Cancer treatment guidelines contain many things: exhaustive references, highly detailed treatment algorithms, careful delineation of treatment doses and schedules, layered stacks of evidence ratings, and footnotes with additional nuggets of clarification or explication. But you can search most guidelines in vain to discover the most basic of all consumer information—the price. That glaring absence needs to be rectified if we ever hope to make rational choices in providing effective and affordable health care.
Some have argued that the true costs of oncology treatment are difficult to assess. Consider, for instance, administration of chemotherapy for metastatic breast cancer. One would have to know the price of the chemotherapeutic agent; cost of shipping, storing, and preparing the chemotherapy and supportive care drugs; costs of laboratory tests necessary to safely administer the drug; anticipated costs of adverse effects; and price of human labor from pharmacists, nurses, clinic assistants, and physicians to evaluate and treat the patient. Of course, estimating and calculating all of this is really quite doable. The average neighborhood restaurant determines how to price a meal made with many hands and using many ingredients, and an aircraft manufacturer knows the costs of assembling a plane created by thousands of people using millions of parts.
A fear of cost determinations is that they readily lend themselves to cost comparisons. And the further fear—not applicable in restaurants or manufacturing— is that cost comparisons imply serious contemplation of trade-offs between cost and efficacy for patients with cancer.
However, there are situations in which cost comparisons can be easily made without any concern about trade-offs. Those situations are frequently found in guidelines. Consider treatment of first-line metastatic breast cancer, colorectal cancer, and lung cancer—all situations commonly encountered by community oncologists. The current NCCN Clinical Practice Guidelines in Oncology (NCCN Guidelines) list more than 10 “preferred” chemotherapy options for advanced breast cancer. First-line treatment for colorectal and lung cancer shows 3 or 4 options each. Noting these options as equally preferred implies that they are comparably effective and safe, according to the best available evidence and scholarly review. Under these circumstances, wouldn’t it make sense that a simple cost comparison would identify the less-expensive choices? Then, safety and efficacy being equal, wouldn’t those choices be the ones truly “preferred?”
Let’s focus on one clear-cut instance of using price to identify a preferred regimen. Recently, ASCO updated its guideline for the use of bone-modifying agents in metastatic breast cancer.1 The guideline recommended using 1 of 3 treatments: denosumab, zoledronic acid, or pamidronate. The NCCN Guidelines for Breast Cancer2 also recommend the exact same 3 drugs (to view the most recent version of these guidelines, visit the NCCN Web site at NCCN.org). These agents are each administered in the outpatient clinic on the same monthly schedule. They each require the same laboratory monitoring. They each have similar side effect profiles. They are each considered equally effective based on randomized trials of one versus another. Two separate expert panels have endorsed using any one of these agents, finding in their best professional opinions that the evidence suggests equal utility and tolerability. Thus, there is no question of compromising clinical care when considering these choices.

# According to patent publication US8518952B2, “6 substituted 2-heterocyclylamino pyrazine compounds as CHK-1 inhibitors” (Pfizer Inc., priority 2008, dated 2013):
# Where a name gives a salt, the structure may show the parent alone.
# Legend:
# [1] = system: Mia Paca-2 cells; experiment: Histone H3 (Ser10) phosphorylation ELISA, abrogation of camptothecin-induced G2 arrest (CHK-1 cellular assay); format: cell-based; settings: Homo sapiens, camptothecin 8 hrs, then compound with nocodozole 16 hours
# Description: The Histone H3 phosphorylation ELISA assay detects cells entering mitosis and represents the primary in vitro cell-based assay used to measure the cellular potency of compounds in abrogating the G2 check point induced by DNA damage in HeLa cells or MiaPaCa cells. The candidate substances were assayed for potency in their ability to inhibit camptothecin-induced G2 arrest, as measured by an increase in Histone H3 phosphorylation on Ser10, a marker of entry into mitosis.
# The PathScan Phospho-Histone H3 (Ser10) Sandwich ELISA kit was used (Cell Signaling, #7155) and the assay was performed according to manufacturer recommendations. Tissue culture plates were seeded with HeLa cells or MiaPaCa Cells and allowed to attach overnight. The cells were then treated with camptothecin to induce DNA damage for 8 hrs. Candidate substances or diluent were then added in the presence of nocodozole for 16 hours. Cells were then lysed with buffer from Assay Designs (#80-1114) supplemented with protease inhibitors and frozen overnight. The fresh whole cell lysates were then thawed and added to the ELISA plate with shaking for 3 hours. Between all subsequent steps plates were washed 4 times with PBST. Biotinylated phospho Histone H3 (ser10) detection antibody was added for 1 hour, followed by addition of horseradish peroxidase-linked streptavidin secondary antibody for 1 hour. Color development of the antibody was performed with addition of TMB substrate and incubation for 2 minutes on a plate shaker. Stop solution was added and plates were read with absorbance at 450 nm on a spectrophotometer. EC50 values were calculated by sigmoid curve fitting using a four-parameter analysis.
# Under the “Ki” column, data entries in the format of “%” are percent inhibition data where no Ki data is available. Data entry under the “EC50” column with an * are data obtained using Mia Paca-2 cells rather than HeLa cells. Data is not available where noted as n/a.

As pointed out in both the ASCO and NCCN guidelines, these drugs do differ markedly in convenience of administration. Denosumab is a subcutaneous injection. Zoledronic acid is a 15-minute intravenous infusion. Pamidronate is a 2-hour intravenous infusion. An even more marked difference, and one not pointed out in either set of guidelines, is in price. Denosumab costs approximately $1650 per treatment; zoledronic acid, $887; and pamidronate, $90.3
If one equally effective drug costs twice the price of another, why is the cheaper drug not the preferred option? If convenience or chair-time are critical factors in treatment decisions by clinicians and patients, should they not pay something for that convenience?
Here then is a clear example of where the oncology community could better inform treatment decisions by factoring in price, without in any way asking patients to compromise their care or jeopardize their health. It is also a situation in which expert panels could identify a preferred option based on economic considerations. Those who want to factor in the value of a treatment based on convenience or infusion-time also have the data at hand to do so. Miraculously, this example defines a formula that links time and money.
It is time for serious dialogue on cost-effective care, and a good place to start would be a situation in which you can have the best of both worlds.
Van PoznakCHTeminSYeeGC. American Society of Clinical Oncology executive summary of the clinical practice guideline update on the role of bone-modifying agents in metastatic breast cancer. J Clin Oncol2011;29:1221–1227.
CarlsonRWAllredDCAndersonBO. NCCN Clinical Practice Guidelines in Oncology: Breast Cancer version 1.2012. Available at http://www.nccn.org/professionals/physician_gls/pdf/breast.pdf. Accessed March 15 2012.
CarterJASnedecorSJKauraSBottemanM. Cost-effectiveness of zoledronic acid (ZOL) versus denosumab (Dmab) in prevention of skeletal-related events (SREs) in metastatic breast cancer (mBC) [abstract]. J Clin Oncol2011;29(Suppl 27):Abstract 294.